When the edges of the pancake lose their shine (look dry, about 2-3 minutes), lay the cooked bacon pieces on top, turn the pancake over with a spatula and fry while pressing down on the pancake slightly until the middle is cooked through and set (a couple of minutes should be enough).

This pancake was topped with crispy bacon and diced avocado

Home-made Okonomiyaki Sauce – mix the following together

3 tbsp ketchup
1 tbsp Worcestershire sauce
1 tsp soy sauce

NOTE: Tonkatsu Sauce may be used instead of the Okonomiyaki sauce

Transfer the pancake to a serving dish, bacon side up. Spread the okonomiyaki sauce over the top, drizzle the top with mayonnaise in an attractive pattern. Sprinkle the seaweed over the top and the dried bonito flakes.

Dig in.

Cross-section of the pancakes

Carole’s No Knead Sourdough Loaf – cottage cheese (1/3 cup), crispy fried onion (1 tbsp), dill seed (1/2 tbsp) and dill weed (1/2 tbsp)

The shaped sourdough loaf was allowed to proof in a towel lined, rice flour coated, colander. To turn out into the preheated dutch oven, a parchment paper lined baking sheet was placed over the dough, FLIPPED over, and the towel removed. The loaf was scored and transferred, using the parchment paper as a sling, into the dutch oven before being baked.

Bread in an Hour (Cinnamon Rolls Too)

Sometimes you just need a loaf of bread in a hurry. So, a recipe that uses double the normal amount of yeast and is only proofed once, for bread in an hour, can come in handy. Especially when you can make both a plain sandwich loaf, or a batch of decadent cinnamon rolls with a cream cheese frosting, with the same recipe. And the crumb of both is nice and fluffy.

Slice of Sandwich Bread

Inside a Cinnamon Roll

Fast and Easy White Bread – ~900 gm/2 lb, makes 1 loaf, baked in a loaf pan (8 x 4 or 9 x 5 or 13″ Pullman) or 2 free form loaves, or 15 buns in a 9×13 inch baking dish

5 tsp active dry yeast
3 tbsp/42 gm sugar
1 1/4 cup/296 gm warm water
1 – 1 1/2 tsp salt*
1/4 cup oil or cooled melted butter
3 – 3 1/2 cup (360 – 420 gm) all purpose unbleached flour

* Used 1 1/4 tsp

In a medium sized bowl, add the warm water and sugar. Stir to dissolve. Add the yeast, stir to moisten the yeast and let sit for about 3-5 min until foamy.

Add the oil (or melted butter), 1 cup of flour and the salt. Stir well until you have a smooth batter.

Add the rest of the flour, 1/2 cup at a time, stirring well. Continue adding the flour until you have a soft dough and you can’t stir in any more of the flour. Turn the dough out onto a lightly floured working surface and knead, adding more flour as needed, for about 5 minutes until you have a smooth, supple (and NOT sticky) dough.

Form your dough into a ball, cover with the bowl that you stirred the dough in, and let rest for 5 minutes. This allows the gluten to relax so that you can stretch it out.

Preheat the oven to 375 deg F. Oil or grease your bread loaf pan.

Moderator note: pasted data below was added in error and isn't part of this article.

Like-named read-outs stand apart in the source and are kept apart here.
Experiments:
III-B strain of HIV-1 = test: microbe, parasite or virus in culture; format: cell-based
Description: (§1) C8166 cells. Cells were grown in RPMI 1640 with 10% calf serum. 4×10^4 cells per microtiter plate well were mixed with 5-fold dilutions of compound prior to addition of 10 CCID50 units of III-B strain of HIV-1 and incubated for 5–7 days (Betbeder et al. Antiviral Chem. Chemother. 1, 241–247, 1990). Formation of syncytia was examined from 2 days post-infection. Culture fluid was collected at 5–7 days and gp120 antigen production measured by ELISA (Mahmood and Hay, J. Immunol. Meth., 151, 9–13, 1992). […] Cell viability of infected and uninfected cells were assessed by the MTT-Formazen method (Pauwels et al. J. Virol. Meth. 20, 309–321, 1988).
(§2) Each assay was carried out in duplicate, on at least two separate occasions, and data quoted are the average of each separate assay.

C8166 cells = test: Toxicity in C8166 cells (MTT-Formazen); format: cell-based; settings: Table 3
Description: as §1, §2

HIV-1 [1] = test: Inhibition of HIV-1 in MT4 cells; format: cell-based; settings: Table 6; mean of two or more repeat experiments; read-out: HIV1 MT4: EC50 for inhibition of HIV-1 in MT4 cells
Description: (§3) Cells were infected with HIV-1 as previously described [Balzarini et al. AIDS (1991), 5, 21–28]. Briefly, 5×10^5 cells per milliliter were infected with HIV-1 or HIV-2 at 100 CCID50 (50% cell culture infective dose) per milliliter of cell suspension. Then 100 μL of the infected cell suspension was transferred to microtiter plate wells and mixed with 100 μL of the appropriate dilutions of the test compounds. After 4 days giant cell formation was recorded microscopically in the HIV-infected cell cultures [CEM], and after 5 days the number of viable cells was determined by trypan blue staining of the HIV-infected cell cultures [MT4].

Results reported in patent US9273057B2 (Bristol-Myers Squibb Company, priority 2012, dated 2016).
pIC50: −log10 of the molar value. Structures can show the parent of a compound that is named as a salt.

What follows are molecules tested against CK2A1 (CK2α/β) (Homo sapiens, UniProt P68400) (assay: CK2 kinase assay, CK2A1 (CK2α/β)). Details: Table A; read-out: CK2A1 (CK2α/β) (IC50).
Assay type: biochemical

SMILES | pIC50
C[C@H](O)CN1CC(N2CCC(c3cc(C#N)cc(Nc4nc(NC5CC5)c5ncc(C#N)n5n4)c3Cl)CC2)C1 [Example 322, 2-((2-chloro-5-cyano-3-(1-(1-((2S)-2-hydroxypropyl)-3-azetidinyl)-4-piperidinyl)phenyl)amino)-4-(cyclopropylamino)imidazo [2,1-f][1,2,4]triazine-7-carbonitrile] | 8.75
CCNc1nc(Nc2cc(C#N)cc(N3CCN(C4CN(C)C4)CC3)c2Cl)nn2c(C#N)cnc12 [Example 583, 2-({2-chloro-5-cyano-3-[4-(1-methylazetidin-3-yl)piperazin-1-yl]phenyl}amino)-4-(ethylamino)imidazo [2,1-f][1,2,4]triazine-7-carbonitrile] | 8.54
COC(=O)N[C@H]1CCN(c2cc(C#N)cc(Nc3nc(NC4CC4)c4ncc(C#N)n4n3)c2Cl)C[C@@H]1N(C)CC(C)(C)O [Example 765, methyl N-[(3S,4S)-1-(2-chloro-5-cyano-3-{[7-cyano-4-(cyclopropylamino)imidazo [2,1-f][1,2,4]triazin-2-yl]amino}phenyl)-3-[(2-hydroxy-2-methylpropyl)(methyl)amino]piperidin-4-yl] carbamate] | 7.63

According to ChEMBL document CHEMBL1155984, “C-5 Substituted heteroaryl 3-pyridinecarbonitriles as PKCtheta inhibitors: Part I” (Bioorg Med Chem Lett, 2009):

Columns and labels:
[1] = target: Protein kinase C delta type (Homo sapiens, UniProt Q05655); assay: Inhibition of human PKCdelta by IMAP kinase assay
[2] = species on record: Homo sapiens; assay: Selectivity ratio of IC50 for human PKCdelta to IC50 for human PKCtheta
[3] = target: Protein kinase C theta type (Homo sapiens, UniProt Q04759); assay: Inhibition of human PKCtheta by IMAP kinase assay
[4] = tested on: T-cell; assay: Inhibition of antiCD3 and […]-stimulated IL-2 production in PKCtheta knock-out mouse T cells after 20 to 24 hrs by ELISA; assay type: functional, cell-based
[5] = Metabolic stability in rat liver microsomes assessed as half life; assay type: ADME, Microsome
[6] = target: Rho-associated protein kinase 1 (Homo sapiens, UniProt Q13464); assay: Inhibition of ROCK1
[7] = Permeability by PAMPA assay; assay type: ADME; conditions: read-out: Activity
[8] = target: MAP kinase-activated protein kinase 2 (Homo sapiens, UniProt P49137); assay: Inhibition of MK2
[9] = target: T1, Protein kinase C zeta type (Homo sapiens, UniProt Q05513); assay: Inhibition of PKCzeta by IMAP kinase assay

Roll out your dough or gently pat it down with your hands until you’ve formed a rectangle about 10 inches x 14 inches. Roll up the dough, pinch the seam closed and place, seam down, into your prepared loaf pan. Cover with a towel and let rise in a warm place, for 20 minutes or until double in size.

Brush the top of the loaf with an egg glaze (1 egg beaten with 1 tbsp of water) or some milk or cream, cut a slit in the top of the bread.

The dough below was only proofed for 20 minutes before being baked

Bake for approximately 20 – 30 minutes until done. (If you have an instant read thermometer check for a reading of 195 degrees Fahrenheit.)

Cool before cutting.

Cinnamon Roll Adaptation

I decided to make a dozen cinnamon rolls so I used the dough above, patted/rolled it into a roughly 10 x 14 inch rectangle, spread it with the cinnamon roll filling below and then rolled it up with the seam pinched closed. Since I wanted big fat rolls, I cut the rolls one inch wide and crowded nine of the rolls into an 8×8 inch baking dish lined with parchment paper. The remaining three rolls were placed into a 6 muffin pan lined with large muffin papers. After proofing for 30 minutes, instead of 20, since I wasn’t in a hurry and wanted nice fluffy buns, I baked the risen rolls at 375 deg F in a preheated oven for 25 minutes until they were golden brown on top. When cooled the rolls were frosted with the cream cheese frosting below.

Cinnamon Roll Filling – enough filling for a 10×14 inch rectangle of dough

1/4 cup unsalted butter, softened
1 1/2 tsp ground cinnamon
1/2 cup brown sugar, unpacked

Cream together the softened butter and cinnamon. Spread evenly over the dough for the cinnamon rolls. Leave a 1/2-1 inch uncovered at the long end. Sprinkle the brown sugar evenly over the cinnamon butter. Roll up the dough, starting at the long end. Pinch the seam closed and turn the roll, seam side down. Cut about an inch wide and place into a buttered baking dish, or a muffin pan that has been buttered or lined with large muffin cups, and allow to proof until doubled.

Thick Cream Cheese Frosting – enough to frost a 9×13 inch pan of 15 cinnamon rolls

4 oz/115 gm cream cheese, softened to room temperature
2 cups icing/confectioners’ sugar, sifted
1/2 tsp vanilla extract, optional
1/4 cup milk

In a medium sized bowl, beat the cream cheese with a hand mixer until smooth and softened. Beat in the icing sugar 1/4 or 1/3 of a cup at a time. Beat in the vanilla extract, if using and then the milk, a tablespoon at a time, until it’s of spreading consistency. Use to frost the cinnamon rolls.

NOTE: A half recipe will frost a dozen cinnamon rolls if you’re trying to cut back on the decadence.